The system reflects the team’s findings, enabling providers to report pADEs and select from a drop-down menu of root causes, such as ‘Did not have sick day medication plan’.

Letters are generated and sent to community providers as part of follow-up. The letters share the actions taken in the ED to address the root causes of the pADE and offer suggestions to prevent a similar event from recurring.

In future, the team hopes to engage a pharmacy student to help providers recognize common pADEs in the ED, identify root causes, and report them in the RHpADE tool.

Safety improvements

This initiative has also resulted in system-wide improvements.

A drug-drug interaction (carvedilol–amiodarone) was identified as missing from the multisite hospital pharmacy drug interaction alert system. The team ensured this was flagged and corrected.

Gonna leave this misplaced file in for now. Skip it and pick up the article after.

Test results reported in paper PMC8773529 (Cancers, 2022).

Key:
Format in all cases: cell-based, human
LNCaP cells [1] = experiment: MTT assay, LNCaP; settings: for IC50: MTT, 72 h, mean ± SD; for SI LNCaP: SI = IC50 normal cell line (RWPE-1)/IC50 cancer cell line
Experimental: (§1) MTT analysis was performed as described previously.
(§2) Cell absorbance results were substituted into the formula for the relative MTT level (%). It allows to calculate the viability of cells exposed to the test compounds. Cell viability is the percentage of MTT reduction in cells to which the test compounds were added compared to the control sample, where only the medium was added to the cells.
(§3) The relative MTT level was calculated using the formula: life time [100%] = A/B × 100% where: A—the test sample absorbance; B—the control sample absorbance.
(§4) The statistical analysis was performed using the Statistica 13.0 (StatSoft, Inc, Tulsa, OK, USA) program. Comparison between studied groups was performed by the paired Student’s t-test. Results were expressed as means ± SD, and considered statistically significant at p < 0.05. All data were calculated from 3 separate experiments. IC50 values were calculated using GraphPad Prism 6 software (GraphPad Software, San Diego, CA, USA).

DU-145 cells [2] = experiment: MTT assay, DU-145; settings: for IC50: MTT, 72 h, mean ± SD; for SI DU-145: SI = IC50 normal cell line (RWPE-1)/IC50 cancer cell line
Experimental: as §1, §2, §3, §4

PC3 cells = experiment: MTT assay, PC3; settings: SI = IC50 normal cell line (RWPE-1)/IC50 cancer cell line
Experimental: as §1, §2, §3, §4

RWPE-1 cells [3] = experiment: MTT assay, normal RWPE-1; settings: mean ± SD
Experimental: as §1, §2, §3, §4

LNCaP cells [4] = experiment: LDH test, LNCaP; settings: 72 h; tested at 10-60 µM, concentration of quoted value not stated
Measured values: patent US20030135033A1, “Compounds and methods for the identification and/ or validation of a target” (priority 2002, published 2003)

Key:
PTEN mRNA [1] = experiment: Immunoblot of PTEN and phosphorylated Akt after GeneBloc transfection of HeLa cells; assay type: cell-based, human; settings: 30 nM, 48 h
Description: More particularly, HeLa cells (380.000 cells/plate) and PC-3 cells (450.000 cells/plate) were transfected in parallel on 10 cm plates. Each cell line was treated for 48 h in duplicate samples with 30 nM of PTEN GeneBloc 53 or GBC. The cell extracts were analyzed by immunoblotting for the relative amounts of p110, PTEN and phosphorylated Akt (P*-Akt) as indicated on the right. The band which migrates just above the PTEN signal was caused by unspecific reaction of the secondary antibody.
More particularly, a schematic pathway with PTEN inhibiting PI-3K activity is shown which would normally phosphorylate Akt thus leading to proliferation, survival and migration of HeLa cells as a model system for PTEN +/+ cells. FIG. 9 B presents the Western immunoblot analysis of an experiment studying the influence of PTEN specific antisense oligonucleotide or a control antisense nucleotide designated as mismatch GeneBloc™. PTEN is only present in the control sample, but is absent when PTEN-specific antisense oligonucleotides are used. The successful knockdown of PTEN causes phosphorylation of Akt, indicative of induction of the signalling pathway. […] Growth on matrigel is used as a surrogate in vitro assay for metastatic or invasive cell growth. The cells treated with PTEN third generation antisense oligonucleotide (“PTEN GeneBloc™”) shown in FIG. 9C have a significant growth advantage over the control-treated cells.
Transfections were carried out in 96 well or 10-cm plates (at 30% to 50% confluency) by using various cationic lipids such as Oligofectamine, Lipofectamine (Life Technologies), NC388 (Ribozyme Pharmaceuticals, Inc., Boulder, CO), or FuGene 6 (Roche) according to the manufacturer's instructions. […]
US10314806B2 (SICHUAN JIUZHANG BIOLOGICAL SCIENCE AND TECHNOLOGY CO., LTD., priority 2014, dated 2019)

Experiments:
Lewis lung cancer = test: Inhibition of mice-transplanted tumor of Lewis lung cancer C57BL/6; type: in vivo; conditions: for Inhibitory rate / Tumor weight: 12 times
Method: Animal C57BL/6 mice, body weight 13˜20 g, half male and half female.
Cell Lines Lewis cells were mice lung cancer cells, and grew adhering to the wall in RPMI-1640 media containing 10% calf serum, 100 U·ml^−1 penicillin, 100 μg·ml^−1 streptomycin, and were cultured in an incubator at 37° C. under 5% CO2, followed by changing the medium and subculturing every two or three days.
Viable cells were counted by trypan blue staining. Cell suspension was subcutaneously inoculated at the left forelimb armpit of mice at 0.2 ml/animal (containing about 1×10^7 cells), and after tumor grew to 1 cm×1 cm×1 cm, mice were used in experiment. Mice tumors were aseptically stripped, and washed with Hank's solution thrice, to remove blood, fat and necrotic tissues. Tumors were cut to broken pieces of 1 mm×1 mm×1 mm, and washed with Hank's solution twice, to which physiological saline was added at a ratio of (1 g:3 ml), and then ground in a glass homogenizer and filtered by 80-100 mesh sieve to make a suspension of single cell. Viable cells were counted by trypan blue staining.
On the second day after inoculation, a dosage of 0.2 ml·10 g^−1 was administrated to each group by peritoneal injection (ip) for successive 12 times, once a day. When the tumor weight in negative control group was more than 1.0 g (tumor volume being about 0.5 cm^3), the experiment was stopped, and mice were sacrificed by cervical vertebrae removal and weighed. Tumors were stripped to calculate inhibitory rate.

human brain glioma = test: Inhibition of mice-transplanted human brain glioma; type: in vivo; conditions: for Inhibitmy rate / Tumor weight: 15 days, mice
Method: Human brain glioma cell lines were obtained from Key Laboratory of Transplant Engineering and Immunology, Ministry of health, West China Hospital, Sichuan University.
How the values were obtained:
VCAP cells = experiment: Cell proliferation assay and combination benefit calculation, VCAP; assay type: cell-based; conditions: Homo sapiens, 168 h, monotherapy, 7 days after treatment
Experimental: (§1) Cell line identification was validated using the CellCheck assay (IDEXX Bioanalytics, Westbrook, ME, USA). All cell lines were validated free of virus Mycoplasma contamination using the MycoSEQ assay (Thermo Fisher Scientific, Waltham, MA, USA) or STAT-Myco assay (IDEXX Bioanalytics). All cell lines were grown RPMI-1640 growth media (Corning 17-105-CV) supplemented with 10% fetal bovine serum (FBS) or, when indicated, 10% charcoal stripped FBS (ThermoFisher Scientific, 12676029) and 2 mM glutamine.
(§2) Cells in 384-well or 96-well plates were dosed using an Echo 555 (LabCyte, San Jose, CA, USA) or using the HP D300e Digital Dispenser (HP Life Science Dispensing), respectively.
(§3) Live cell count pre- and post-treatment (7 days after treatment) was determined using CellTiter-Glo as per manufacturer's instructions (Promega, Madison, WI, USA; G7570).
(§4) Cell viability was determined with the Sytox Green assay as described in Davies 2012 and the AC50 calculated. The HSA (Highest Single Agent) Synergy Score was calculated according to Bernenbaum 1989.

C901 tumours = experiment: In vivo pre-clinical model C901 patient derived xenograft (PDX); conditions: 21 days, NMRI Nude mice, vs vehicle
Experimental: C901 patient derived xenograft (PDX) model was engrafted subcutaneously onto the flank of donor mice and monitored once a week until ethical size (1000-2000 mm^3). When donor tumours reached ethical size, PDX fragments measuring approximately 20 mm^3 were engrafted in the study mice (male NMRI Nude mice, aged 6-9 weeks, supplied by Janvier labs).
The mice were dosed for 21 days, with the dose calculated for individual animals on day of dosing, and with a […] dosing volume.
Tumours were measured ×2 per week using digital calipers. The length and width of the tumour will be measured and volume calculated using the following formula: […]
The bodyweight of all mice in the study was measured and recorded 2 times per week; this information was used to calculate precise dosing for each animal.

They also facilitated a change to the provincial private lab reporting system.

During their study, the team identified an ADE related to phenytoin and albumin levels. To help prevent the ADE from recurring, the lab report form was revised to include a reminder to provide a correction if the patient had low albumin, a link to a clinical calculator, and a 1-800 number to add albumin to the blood work if needed.

Reporting adverse drug events

When you identify an adverse drug event, Jane and the team encourage you to consider whether or not it was preventable. The resources developed by the RHpADE Program may be helpful to address root causes and reduce the patient’s risk of recurrence.

Providers across BC are encouraged to continue reporting adverse drug reactions in PSLS unless they report them in the RHpADE Tool (Richmond Hospital) and/or ActionADE (authorized VCH and PHC users only).

Both these tools share their data with the BCPSLS Central Office team, who ensure the data is reviewed, de-identified, and forwarded to Health Canada in compliance with Vanessa’s Law regulations.

Thanks to the team for their amazing work and to everyone who promotes patient safety by reporting adverse drug events in BC!

Enjoyed the story? Follow BCPSLS Central and never miss a blog post!

Pin It on Pinterest

Share This